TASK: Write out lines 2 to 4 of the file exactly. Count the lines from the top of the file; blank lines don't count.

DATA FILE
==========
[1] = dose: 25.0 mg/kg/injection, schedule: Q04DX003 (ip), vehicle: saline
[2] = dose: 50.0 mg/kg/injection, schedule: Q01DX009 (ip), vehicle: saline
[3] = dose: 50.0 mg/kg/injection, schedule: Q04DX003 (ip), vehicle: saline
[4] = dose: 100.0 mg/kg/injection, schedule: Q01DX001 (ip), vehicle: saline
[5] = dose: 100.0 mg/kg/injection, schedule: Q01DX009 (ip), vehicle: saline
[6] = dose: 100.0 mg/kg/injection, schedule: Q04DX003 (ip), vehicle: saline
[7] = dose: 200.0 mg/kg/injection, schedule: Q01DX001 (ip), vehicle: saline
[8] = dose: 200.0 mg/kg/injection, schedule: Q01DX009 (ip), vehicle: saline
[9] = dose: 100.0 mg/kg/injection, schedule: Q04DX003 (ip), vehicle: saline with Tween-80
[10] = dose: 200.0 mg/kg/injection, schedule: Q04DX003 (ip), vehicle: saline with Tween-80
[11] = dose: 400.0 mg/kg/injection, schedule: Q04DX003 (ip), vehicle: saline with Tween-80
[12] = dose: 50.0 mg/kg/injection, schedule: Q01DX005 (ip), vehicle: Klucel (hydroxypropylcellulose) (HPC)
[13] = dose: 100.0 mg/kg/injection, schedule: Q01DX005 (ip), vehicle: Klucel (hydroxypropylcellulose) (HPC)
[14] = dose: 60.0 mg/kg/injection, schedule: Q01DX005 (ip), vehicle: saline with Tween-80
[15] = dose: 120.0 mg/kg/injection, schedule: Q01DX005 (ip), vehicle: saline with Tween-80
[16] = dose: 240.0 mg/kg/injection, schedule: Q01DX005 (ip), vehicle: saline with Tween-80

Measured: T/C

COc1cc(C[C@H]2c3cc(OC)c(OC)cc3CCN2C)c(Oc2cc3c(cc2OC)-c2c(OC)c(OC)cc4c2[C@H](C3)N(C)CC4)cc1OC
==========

[2] = dose: 50.0 mg/kg/injection, schedule: Q01DX009 (ip), vehicle: saline
[3] = dose: 50.0 mg/kg/injection, schedule: Q04DX003 (ip), vehicle: saline
[4] = dose: 100.0 mg/kg/injection, schedule: Q01DX001 (ip), vehicle: saline